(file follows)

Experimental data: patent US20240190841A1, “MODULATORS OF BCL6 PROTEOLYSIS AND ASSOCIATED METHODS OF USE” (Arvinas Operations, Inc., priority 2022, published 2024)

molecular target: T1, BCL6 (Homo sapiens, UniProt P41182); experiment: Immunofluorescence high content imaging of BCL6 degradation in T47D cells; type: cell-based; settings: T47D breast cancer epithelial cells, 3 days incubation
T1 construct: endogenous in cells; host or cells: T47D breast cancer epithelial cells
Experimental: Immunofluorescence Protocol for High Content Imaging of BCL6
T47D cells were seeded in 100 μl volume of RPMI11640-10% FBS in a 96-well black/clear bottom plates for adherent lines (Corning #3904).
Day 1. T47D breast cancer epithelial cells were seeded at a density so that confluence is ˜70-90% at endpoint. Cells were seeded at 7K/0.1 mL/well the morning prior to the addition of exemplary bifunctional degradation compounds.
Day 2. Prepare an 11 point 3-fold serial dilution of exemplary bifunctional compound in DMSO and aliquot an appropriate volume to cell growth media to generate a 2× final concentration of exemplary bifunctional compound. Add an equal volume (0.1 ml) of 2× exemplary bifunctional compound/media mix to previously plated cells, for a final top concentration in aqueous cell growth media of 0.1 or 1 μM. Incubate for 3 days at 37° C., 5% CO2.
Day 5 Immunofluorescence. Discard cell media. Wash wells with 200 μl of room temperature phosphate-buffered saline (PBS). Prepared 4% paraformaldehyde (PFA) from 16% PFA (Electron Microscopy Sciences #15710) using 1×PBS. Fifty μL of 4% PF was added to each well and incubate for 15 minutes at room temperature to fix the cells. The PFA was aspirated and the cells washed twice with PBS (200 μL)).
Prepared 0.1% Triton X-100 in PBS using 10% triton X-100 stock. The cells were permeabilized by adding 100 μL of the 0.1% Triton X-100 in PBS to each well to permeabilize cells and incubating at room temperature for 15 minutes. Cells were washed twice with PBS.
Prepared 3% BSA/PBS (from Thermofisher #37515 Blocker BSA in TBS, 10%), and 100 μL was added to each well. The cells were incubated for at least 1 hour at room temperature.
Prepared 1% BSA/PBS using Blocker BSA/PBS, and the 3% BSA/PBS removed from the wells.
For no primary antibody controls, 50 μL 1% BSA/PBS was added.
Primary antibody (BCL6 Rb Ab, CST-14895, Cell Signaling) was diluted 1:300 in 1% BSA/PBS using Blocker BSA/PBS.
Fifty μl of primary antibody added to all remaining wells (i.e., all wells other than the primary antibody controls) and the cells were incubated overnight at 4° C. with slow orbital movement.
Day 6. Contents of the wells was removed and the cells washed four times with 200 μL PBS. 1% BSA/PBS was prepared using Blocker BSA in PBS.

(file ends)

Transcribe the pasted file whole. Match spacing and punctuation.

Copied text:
Experimental data: patent US20240190841A1, “MODULATORS OF BCL6 PROTEOLYSIS AND ASSOCIATED METHODS OF USE” (Arvinas Operations, Inc., priority 2022, published 2024)

molecular target: T1, BCL6 (Homo sapiens, UniProt P41182); experiment: Immunofluorescence high content imaging of BCL6 degradation in T47D cells; type: cell-based; settings: T47D breast cancer epithelial cells, 3 days incubation
T1 construct: endogenous in cells; host or cells: T47D breast cancer epithelial cells
Experimental: Immunofluorescence Protocol for High Content Imaging of BCL6
T47D cells were seeded in 100 μl volume of RPMI11640-10% FBS in a 96-well black/clear bottom plates for adherent lines (Corning #3904).
Day 1. T47D breast cancer epithelial cells were seeded at a density so that confluence is ˜70-90% at endpoint. Cells were seeded at 7K/0.1 mL/well the morning prior to the addition of exemplary bifunctional degradation compounds.
Day 2. Prepare an 11 point 3-fold serial dilution of exemplary bifunctional compound in DMSO and aliquot an appropriate volume to cell growth media to generate a 2× final concentration of exemplary bifunctional compound. Add an equal volume (0.1 ml) of 2× exemplary bifunctional compound/media mix to previously plated cells, for a final top concentration in aqueous cell growth media of 0.1 or 1 μM. Incubate for 3 days at 37° C., 5% CO2.
Day 5 Immunofluorescence. Discard cell media. Wash wells with 200 μl of room temperature phosphate-buffered saline (PBS). Prepared 4% paraformaldehyde (PFA) from 16% PFA (Electron Microscopy Sciences #15710) using 1×PBS. Fifty μL of 4% PF was added to each well and incubate for 15 minutes at room temperature to fix the cells. The PFA was aspirated and the cells washed twice with PBS (200 μL)).
Prepared 0.1% Triton X-100 in PBS using 10% triton X-100 stock. The cells were permeabilized by adding 100 μL of the 0.1% Triton X-100 in PBS to each well to permeabilize cells and incubating at room temperature for 15 minutes. Cells were washed twice with PBS.
Prepared 3% BSA/PBS (from Thermofisher #37515 Blocker BSA in TBS, 10%), and 100 μL was added to each well. The cells were incubated for at least 1 hour at room temperature.
Prepared 1% BSA/PBS using Blocker BSA/PBS, and the 3% BSA/PBS removed from the wells.
For no primary antibody controls, 50 μL 1% BSA/PBS was added.
Primary antibody (BCL6 Rb Ab, CST-14895, Cell Signaling) was diluted 1:300 in 1% BSA/PBS using Blocker BSA/PBS.
Fifty μl of primary antibody added to all remaining wells (i.e., all wells other than the primary antibody controls) and the cells were incubated overnight at 4° C. with slow orbital movement.
Day 6. Contents of the wells was removed and the cells washed four times with 200 μL PBS. 1% BSA/PBS was prepared using Blocker BSA in PBS.